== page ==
Doctor's Review: Medicine on the Move

January 24, 2022

© Carol Clemens

Bookmark and Share

Toronto stars

From street-front takeout to high-end hotels, we round up the restaurants you just can't miss

Toronto trendies are having a bad year. The city in which I grew up and which I refer to with some affection as Hogtown-sur-Lac is without a trend to cling to. This is a good thing: it signifies Toronto's growing up. It brings the city a tad closer to being what it's always wanted to be — Canada's Big Apple.

There are threads: Toronto chefs are trying to be as local as can be, not an easy thing when the sprawl is knocking against the Arctic Circle. Freshness is in, with top chefs working from scratch, not pre-prepped ingredients. And Torontonians are lightening up: small plates, whether tapas or dim sum or mezzes, are having their day.

One-offs, another nod to gastronomic complexity, can make it in 2011. Dine on designer Eastern European fare and wash it down with elite vodkas at the Rasputin Vodka Bar (780 Queen Street East; tel: 416-469-3737; At the Ruby Watch Co. (730 Queen Street East; tel: 416-465-0100;, chef Lynn Crawford takes her chances with a like-it-or-lump-it single-menu dinner.

The unabashedly carnivorous Black Hoof (923 Dundas Street West; tel: 416-551-8854; proffers treats in the order of smoked sweetbreads, foie gras with blood sausage, brain-stuffed ravioli, tripe-and-pig trotter stew and for dessert, bacon chocolate bread pudding. Ten years ago, it wouldn't have lasted a week.

So here we go: we dined out and we're passing the findings along.

The Jewel

Lyon-born-and-raised chef Jean-Pierre Challet has left his mark at kitchens from the late and much-missed Inn at Manitou to the Windsor Arms Hotel, but he's never been better than he is at Ici Bistro (538 Manning Avenue; tel: 416-536-0079; Opened earlier this year, his tiny restaurant (which only seats 24) has placed on every 10-best list that counts and calls for reservations three months in advance.

It's a lovely, happy room with Challet presiding Titan-like in the elevated open kitchen and maitre d' Jennifer Decorte overseeing swift servers who understand the menu almost as well as the chef.

Challet's foie gras is poached, not pan-fried, silken and accompanied by a black trumpet mushroom croquette that testifies to the chef's reputation for the incredible lightness of cuisine. The surprise hit is delicately seasoned merguez sausage paired with goat cheese and sided with the chef's famed, feather-light gnocchi in a Dijon mayo.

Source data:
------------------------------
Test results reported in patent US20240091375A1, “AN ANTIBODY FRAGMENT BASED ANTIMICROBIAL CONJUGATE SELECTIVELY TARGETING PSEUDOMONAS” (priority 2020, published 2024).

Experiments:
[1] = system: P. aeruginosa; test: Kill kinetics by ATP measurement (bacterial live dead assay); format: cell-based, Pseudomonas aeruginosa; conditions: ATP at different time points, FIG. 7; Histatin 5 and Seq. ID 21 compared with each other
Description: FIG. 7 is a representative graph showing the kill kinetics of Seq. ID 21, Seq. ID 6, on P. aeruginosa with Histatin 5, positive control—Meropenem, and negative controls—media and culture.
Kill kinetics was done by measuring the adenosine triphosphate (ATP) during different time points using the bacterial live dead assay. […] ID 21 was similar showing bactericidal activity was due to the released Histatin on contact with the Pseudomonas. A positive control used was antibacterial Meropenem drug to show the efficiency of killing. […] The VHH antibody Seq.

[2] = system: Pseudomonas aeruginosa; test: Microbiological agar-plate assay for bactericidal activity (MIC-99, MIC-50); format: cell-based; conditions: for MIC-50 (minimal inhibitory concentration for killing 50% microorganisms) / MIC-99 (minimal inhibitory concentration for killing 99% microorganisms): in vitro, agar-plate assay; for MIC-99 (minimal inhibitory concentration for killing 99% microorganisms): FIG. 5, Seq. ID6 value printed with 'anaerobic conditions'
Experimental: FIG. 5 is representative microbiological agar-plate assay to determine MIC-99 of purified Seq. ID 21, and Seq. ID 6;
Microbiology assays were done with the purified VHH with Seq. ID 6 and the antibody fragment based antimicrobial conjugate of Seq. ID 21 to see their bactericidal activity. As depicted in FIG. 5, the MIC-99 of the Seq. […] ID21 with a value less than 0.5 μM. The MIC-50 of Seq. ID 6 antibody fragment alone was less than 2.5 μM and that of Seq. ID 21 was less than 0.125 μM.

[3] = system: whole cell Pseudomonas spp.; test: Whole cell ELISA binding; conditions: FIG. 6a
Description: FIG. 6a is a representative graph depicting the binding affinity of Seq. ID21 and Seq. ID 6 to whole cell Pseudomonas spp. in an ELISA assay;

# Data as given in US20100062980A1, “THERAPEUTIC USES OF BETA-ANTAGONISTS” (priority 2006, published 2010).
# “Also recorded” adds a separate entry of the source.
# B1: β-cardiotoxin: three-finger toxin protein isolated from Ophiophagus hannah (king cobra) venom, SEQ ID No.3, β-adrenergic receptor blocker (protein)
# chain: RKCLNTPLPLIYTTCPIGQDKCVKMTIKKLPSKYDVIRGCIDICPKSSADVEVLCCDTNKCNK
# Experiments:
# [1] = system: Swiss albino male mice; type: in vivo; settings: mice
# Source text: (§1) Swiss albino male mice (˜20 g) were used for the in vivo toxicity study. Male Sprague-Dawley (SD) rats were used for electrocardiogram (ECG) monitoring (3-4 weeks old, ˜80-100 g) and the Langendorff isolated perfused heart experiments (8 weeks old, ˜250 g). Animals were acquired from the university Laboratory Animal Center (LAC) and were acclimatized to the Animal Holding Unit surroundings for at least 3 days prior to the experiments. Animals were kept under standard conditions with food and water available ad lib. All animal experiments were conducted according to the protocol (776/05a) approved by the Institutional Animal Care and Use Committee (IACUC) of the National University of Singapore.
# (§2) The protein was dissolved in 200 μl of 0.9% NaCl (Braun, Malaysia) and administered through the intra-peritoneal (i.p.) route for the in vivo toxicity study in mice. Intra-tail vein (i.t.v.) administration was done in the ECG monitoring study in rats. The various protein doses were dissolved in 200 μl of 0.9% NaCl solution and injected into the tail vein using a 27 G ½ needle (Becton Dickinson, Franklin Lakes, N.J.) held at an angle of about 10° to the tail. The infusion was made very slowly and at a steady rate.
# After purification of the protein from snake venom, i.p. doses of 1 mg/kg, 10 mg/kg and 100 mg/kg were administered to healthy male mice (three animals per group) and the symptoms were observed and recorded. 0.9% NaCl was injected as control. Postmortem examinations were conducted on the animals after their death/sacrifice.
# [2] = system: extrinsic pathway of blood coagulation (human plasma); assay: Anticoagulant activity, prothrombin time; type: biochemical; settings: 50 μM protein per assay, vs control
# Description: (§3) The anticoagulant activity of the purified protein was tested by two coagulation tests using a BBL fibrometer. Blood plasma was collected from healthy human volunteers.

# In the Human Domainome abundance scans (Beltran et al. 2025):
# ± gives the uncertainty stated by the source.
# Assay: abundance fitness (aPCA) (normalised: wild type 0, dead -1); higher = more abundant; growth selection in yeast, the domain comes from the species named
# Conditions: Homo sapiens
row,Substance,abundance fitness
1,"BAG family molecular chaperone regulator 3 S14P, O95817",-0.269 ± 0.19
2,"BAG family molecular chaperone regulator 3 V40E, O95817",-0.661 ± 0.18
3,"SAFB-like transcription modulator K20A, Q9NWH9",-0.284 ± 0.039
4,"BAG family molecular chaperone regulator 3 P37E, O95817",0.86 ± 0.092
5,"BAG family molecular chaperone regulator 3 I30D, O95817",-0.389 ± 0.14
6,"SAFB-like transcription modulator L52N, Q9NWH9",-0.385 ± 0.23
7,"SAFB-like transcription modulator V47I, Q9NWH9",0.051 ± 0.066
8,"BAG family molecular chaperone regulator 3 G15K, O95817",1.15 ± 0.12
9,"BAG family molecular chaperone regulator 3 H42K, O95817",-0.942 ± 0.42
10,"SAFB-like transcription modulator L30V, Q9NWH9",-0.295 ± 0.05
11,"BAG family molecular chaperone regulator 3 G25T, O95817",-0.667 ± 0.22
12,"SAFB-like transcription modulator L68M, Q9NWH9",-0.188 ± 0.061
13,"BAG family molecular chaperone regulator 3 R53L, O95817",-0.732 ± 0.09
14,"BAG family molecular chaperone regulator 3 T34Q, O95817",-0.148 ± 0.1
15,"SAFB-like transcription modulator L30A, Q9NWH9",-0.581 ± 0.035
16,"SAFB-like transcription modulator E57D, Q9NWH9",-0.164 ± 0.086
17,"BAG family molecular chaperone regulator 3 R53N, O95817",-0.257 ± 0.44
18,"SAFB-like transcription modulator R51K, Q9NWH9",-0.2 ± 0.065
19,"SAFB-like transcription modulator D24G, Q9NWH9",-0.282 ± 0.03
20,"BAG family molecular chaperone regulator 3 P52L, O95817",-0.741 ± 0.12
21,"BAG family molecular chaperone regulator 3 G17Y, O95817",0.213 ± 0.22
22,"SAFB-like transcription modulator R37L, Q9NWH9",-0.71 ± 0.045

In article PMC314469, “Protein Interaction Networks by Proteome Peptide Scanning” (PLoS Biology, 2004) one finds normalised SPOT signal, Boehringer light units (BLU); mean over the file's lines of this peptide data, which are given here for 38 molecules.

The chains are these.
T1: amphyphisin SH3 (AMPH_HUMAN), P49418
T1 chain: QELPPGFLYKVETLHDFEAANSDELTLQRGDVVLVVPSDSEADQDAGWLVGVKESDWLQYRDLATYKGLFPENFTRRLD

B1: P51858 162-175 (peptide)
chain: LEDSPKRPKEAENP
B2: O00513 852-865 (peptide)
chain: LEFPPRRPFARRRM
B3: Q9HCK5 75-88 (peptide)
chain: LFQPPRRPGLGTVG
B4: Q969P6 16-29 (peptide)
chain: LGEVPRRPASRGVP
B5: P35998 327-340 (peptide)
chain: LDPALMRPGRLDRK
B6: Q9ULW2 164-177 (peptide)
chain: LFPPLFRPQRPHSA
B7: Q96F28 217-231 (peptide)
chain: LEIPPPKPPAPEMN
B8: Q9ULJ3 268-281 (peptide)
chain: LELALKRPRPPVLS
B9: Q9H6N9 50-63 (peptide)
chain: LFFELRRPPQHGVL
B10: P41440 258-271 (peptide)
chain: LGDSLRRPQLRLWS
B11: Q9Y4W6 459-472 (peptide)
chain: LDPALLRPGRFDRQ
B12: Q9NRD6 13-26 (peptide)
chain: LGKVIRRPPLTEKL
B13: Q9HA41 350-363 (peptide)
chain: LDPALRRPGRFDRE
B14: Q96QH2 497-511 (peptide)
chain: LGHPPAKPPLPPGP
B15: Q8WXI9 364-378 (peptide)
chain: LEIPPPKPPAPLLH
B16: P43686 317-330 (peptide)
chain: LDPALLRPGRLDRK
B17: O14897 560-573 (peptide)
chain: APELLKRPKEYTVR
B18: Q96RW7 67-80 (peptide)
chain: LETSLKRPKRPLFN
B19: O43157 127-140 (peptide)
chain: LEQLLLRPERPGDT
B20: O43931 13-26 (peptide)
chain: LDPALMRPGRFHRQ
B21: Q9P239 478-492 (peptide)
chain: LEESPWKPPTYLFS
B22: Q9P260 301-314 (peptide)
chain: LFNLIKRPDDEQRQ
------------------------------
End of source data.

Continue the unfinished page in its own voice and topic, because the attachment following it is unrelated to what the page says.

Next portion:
Ingenuity abounds from a deeply concentrated soupe de poissons to a cunningly deconstructed lobster Thermidor. For dessert, lunge at JP's trio of lemon, its centrepiece a lemon tart that makes no concessions to sugar hounds. Or will that be the Grand Marnier soufflé, only the best in town?

Ici also boasts a most accommodating menu, leaving the customer in charge of what he eats. All dishes can be apps or mains and the selection of wines by the glass — two pairings for each dish — is comprehensive and thoughtful, Challet and Decorte both being accredited sommeliers. Wouldn't you love to find a bistro like this in some hidden corner of Paris? Fat chance.

Fanciful Fusion

Welcome to Origin (107 King Street East; tel: 416-603-8009;, the most successful small plates restaurant in the Hogtown history. Quicksilver chef Claudio Aprile's hip, happy tapas emporium rocks the steamiest open kitchen in town. We haven't seen this sort of energy since the heyday of Franco Prevedello's Pronto in the 1980s. Only now, can we keep up? At Origin, if you're over 35, you're a fogey.

We tend to forget Aprile's rackety room is also a fine restoration of a historic building, in this case a 19th-century clothing store. This explains the corset theme on a rear wall. And by the time you're done, you may need a corset yourself.

The globetrotting menu pauses in Spain, Italy, Japan, Thailand, India and Mexico. Molecular cuisine cuts in with special effects: poof goes the liquid nitrogen in the kitchen. Not everything works — the kitchen is too frenetic not to stumble — but there isn't a dull moment.

A salad of toasted almonds, shaved asparagus, arugula, Manchego cheese and lemon peel in poppyseed dressing proves an absolute must-taste. Same with the crunchy bruschetta, first-rate prosciutto playing off bufala mozzarella.

On the heavier and pricier side, tortilla wrapped around duck confit with pickled Chinese cucumber and carrot, sweetened with hoisin and fired up on Southeast Asian sriracha makes for snazzy fusion. And how do you resist a side of popcorn popped in clarified butter, tossed in truffle butter and sprinkled with Manchego cheese? Definitely not coming to a movie theatre near you.

Best Bite